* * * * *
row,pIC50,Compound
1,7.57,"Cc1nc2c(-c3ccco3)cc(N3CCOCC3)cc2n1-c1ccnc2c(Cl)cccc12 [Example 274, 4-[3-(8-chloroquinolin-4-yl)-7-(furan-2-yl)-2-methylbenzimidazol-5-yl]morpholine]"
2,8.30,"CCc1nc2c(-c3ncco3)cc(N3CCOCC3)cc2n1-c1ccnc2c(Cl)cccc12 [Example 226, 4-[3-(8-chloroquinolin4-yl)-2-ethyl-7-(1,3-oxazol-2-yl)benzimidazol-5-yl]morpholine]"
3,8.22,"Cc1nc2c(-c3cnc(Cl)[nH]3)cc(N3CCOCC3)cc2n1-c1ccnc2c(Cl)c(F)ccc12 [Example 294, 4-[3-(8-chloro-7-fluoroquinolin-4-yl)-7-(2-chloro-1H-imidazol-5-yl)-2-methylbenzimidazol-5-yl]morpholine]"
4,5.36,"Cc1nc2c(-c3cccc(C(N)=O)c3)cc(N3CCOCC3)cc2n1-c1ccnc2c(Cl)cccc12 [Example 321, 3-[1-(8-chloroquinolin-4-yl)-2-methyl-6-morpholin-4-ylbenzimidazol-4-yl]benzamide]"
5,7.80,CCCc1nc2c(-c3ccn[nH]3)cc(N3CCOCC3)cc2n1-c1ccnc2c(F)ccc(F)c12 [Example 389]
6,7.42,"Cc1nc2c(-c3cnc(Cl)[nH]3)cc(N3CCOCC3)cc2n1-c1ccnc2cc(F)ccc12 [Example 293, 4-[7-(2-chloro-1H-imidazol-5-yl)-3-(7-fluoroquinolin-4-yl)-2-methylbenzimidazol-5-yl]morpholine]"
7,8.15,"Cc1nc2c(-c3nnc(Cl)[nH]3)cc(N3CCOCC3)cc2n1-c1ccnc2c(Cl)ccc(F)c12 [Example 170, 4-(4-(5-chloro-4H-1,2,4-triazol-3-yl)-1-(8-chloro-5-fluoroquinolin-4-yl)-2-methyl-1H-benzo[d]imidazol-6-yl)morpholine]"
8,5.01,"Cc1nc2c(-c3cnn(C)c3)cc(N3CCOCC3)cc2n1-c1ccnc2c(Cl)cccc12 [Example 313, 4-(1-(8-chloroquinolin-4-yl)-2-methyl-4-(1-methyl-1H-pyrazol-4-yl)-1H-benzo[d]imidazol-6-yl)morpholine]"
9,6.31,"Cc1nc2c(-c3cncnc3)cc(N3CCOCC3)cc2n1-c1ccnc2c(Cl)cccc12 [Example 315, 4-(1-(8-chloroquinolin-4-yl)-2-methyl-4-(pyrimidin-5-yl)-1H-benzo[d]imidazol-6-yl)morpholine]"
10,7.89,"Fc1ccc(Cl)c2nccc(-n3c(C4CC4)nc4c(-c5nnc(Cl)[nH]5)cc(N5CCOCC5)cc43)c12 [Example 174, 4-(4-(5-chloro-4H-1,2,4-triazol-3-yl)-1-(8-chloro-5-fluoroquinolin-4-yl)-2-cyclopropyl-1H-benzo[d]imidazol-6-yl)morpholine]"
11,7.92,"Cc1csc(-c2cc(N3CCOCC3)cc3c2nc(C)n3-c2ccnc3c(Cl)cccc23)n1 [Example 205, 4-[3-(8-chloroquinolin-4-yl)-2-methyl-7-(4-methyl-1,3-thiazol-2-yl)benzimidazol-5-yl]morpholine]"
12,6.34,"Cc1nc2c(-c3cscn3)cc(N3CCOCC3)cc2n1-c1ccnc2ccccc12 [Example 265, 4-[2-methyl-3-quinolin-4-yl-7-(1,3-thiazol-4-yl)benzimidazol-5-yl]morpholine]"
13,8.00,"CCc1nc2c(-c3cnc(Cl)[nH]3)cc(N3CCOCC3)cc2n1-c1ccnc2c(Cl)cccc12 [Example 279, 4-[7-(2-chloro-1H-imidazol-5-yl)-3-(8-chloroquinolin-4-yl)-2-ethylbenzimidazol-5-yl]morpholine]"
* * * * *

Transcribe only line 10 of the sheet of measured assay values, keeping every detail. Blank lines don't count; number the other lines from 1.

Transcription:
9,6.31,"Cc1nc2c(-c3cncnc3)cc(N3CCOCC3)cc2n1-c1ccnc2c(Cl)cccc12 [Example 315, 4-(1-(8-chloroquinolin-4-yl)-2-methyl-4-(pyrimidin-5-yl)-1H-benzo[d]imidazol-6-yl)morpholine]"